Today’s stop on the Independent Foreign Fiction Prize trail takes us back in time, and behind the Iron Curtain. It’s a novel which looks at growing up in a country whose doors to the outside world are about to be closed, a decision which will leave its mark on the coming generations…
Back to Back by Julia Franck – Harvill Secker
(translated by Anthea Bell)
What’s it all about?
(East) Berlin, 1954 – an eleven-year-old girl and her ten-year-old brother are cleaning their house in preparation for the return of their mother from a journey. Ella and Thomas spend two days scrubbing the house from top to bottom, and when their mother finally arrives, the two hope that she will recognise their efforts.
Käthe, however, a sculptress obsessed with her art and politics, is not your average mother. She ignores her children’s efforts, just the first in a long line of actions which will affect their lives as they grow up in a country which won’t leave them alone. As they finally reach adulthood, the ideological line between East and West is reinforced by a more tangible division. Under the shadow of the wall, Tom and Ella will need to find ways to cope with life in a prison state…
Back to Back is not a pleasant book to read. Right from the tense homecoming described in the first section, Käthe overshadows her children, trying to form them with her will into offspring worthy of the new state she believes in. Tom and Ella actually have other siblings, twins who spend most of their time farmed out to foster families and homes, but Käthe has no time for the softer side of family life, caught up as she is in her art and her politics:
“Ihre Liebe war unbarmherzig, aber es war Liebe, daran mochte er nicht Zweifeln. Grimmig verzog sie ihr schönes Gesicht: Was weißt du schon von der Welt?”
p.144 (Fischer Verlag, 2013)
“Her love was merciless, but it was still love, of that he had no doubt. She fiercely screwed up her beautiful face: what do you know about the world?” (my translation)
Käthe’s actions are underpinned by her belief that she is right, but this belief is a heavy weight which her two eldest children are forced to carry.
Of the two children, it’s Ella who attracts most of the attention early in the book. As she grows up, she begins to rebel against her mother, stealing money from her purse and only attending school when she feels like it. Her strong exterior hides the fact that she’s actually powerless, though, and her growing sexuality is tempered by experiences in her own home which she really shouldn’t be subjected to.
As the novel progresses, the focus switches to Thomas. A gentle, intelligent boy, Thomas would seem set for a bright future, were it not for the fact that he’s trapped in prison-ship GDR. Suspicion of intelligence, coupled with disdain for Käthe’s privileged upbringing, means that a boy who should have been sent straight to university is forced to endure hard labour and outright bullying. While Käthe believes that it’s all for the best, she doesn’t realise just how damaging her plans are for her beloved son:
“In einem abgeschlossenen System ist Zukunft undenkbar. Michael holte kräftig aus, er streckte sich, um der länge nach mit dem Pinsel über die Tapete zu streichen. Die Mauer macht uns endgültig zu Tieren im Zoo.” (p.193)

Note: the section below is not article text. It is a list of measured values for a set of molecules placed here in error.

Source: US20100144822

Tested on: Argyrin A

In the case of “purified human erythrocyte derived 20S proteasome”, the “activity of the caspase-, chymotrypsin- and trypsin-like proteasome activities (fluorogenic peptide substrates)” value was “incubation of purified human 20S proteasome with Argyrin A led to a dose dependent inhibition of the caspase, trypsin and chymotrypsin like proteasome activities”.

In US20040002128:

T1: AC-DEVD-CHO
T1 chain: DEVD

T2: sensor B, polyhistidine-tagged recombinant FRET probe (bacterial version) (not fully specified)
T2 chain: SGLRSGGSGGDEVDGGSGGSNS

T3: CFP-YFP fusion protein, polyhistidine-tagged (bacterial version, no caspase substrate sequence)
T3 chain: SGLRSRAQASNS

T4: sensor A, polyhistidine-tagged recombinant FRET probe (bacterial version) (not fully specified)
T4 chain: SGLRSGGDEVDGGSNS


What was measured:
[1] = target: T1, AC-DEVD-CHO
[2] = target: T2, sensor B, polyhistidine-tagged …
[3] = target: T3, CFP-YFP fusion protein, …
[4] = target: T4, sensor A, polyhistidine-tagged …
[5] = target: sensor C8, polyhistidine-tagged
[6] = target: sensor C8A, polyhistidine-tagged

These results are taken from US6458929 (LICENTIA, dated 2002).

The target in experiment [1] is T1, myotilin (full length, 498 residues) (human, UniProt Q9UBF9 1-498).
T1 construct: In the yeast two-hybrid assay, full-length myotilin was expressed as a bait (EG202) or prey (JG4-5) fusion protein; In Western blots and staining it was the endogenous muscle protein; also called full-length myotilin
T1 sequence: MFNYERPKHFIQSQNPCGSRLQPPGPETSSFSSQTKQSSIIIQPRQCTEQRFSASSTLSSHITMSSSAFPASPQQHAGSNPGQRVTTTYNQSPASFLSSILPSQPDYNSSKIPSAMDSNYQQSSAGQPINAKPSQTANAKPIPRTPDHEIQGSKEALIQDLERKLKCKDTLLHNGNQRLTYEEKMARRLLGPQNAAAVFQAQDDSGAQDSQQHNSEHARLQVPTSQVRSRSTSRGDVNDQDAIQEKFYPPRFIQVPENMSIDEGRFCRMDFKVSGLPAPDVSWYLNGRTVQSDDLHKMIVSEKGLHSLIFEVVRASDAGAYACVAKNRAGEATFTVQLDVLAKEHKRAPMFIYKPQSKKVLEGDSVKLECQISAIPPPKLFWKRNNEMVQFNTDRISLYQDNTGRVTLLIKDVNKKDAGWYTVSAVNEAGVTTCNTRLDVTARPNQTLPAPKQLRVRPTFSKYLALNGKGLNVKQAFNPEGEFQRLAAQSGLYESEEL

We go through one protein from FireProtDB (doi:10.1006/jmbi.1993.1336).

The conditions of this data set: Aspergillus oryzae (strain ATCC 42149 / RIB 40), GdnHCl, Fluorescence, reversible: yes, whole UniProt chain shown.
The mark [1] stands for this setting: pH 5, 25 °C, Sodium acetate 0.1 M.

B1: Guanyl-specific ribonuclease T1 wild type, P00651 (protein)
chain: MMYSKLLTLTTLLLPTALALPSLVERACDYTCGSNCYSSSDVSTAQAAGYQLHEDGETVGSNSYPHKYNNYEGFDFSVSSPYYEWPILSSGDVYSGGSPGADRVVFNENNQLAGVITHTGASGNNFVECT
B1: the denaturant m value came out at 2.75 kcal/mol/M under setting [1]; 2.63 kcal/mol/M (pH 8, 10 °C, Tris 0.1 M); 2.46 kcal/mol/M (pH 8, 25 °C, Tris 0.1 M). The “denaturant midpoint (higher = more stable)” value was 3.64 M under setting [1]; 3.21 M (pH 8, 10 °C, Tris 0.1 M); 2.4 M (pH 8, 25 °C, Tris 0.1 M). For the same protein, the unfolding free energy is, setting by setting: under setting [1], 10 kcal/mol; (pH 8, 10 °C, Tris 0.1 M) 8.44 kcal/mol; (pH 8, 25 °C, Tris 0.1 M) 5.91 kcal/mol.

“In a closed-off system, the future is unthinkable. Michael reached right out, stretching himself to paint over the wallpaper with his brush. The wall is turning us into animals in the zoo.” (my translation)
With no future in sight, at least none that he wants, Thomas’ fate is destined to be a gloomy one. If only someone can come and lift him out of his depression…
Back to Back is not a happy book for anyone, least of all the reader. It’s a depressing, claustrophobic story, with the parallel prisons of Käthe’s tough love and the newly-formed Communist state taking their toll on both reader and protagonists alike. Of course, it’s written in hindsight, and that colours the way the book has been structured. However, if this really is how life was ‘over there’, it’s little wonder that the fall of the wall (initially, at least) was met with such joy…
Did it deserve to make the shortlist?
No, not quite. I eventually had this as a top-ten book, which was a lot higher than most of my fellow Shadow Panelists viewed it! My background in German studies probably helped endear this book to me as I’m very interested in East Germany (and surprised that another book on the country, Eugen Ruge’s In Times of Fading Light, was overlooked this year).
It’s far from perfect though, and the book falls into the trap of being too black and white (the good are angelic, and the bad are demonic). Käthe is slightly too much of a caricature at times, although Franck does manage to give her some human moments. All in all, it’s a book I’m glad I read, but I can see why others might not have liked it.
Why didn’t it make the shortlist?
Quite simply, because there was too much competition this year, particularly from some natural competitors. In particular, Birgit Vanderbeke’s The Mussel Feast did a lot more in a much shorter time. Like the GDR itself, Back to Back can be a little too stiff and restrictive, meaning that it doesn’t have that spark of life which makes a book shine…
If this one was a slow, ponderous read, next week’s book is anything but. We’re off to Italy to spend some time pounding the streets of Naples. Thou shalt not miss this one, really – it’s an offer that’s too good to refuse 😉